Regular exercise is an essential part of diabetes management. It helps lower A1C, promotes heart health, lowers weight, and fights against insulin resistance. Exercising even releases endorphins, those feel-good chemicals in the brain. Whether you have type 1 or type 2, exercise should be a regular part of your life. And while there are many options out there, one is clearly (in my humble opinion) superior: cycling!
I love cycling! Sailing down the open road, wind in my face, legs pumping, passing by jogger after jogger — it’s pure heaven! Of course, I’m a bit obsessed. I even run my own blog dedicated solely to cycling with diabetes: www.ridingwithdiabetes.com. I ride almost everyday, and can think of no better way to spend a free Saturday than riding through the countryside for 60, 70 or 80 miles. For the winter months, I have a smart trainer so I never have to miss a day on the bike. I actually own sun sleeves, unapologetically wear the full spandex kit, and can name 10 cycling toys I’d run out and buy today if I only had the trust fund to afford it.
Yes, cycling is a great exercise choice! But if you’re new to cycling, there are a few things you should know before you dive in. And so I present to you these seven tips for cycling with diabetes, to help you get the full benefit of this wonderful pastime!
Conventional wisdom tells us that exercise leads to hypoglycemia. The idea is pretty simple — your muscles need more energy, the glucose in your blood is consumed, and your blood glucose level drops. But this is only part of the story. Sometimes, exercising can actually lead to elevated blood sugars.
You see, aerobic activity leads to falling blood glucose levels. But if you push into what we call anaerobic activity, blood glucose can actually rise (and very quickly!). When you push into anaerobic level exertion (basically all-out effort, the kind you can’t sustain for more than a few minutes at a time), the liver sends out stored glycogen, which is very potent stuff designed to surge the system with glucose. On top of that, the body sends out stress hormones such as adrenaline and cortisol to help your system further elevate blood sugar. It does this because your body assumes you’re pushing all-out to get away from danger. The end result can be a reading of 250 when you’re expecting 60!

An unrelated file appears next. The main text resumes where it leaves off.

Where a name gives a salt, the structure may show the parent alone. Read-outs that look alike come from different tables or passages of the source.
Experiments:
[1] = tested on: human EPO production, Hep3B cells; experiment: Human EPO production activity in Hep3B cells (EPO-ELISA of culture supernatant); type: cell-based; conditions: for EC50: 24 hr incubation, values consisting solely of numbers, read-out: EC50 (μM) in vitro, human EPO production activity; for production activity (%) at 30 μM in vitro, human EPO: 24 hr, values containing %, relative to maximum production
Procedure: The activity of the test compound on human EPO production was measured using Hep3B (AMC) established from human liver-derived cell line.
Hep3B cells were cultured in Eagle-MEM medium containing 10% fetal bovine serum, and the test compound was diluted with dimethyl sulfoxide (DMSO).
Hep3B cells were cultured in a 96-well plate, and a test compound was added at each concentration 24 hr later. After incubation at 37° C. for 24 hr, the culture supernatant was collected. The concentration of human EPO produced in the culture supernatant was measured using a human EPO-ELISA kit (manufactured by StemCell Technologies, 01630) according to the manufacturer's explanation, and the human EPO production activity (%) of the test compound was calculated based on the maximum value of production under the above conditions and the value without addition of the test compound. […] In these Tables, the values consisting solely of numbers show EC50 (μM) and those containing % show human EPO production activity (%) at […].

The best way to avoid this is to use a heart-rate monitor. Your anaerobic zone will correlate to a specific heart-rate zone, and taking care to avoid lingering in this zone for all but the briefest bursts of effort can help eliminate this unwanted glucose surge. Calculating your HR zones is easy — a quick Google search will show you how.
You should never be on the bike without ample glucose! You are often on your own, in the countryside, or on paths that take you away from the city. You don’t necessarily have easy access to stores, other people or help. AND you’re more likely to go low. Not having glucose can be downright deadly! My golden rule is to figure how much glucose I think I might need, and then take double that amount with me.
Saddle choice is important for anyone planning to cycle. You’re going to be spending a lot of hours on it, so it better provide the right kind of support. But it’s even more important for people with diabetes. Traditional saddles put pressure on the perineum, the soft tissue between the legs. There is a nerve bundle that runs through this area that is responsible for bladder function and sexual health. Both of these are potential areas of complications for us, so we better avoid damaging that nerve bundle! I almost had to stop cycling when my previous saddle was causing issues for me. Luckily, I found a great saddle that has allowed me to ride with no pressure. Look for saddles with a center channel that runs the full length of the saddle, or noseless saddles. The saddle I use (and love) is from ISM — they specialize in making saddles that eliminate this soft tissue pressure.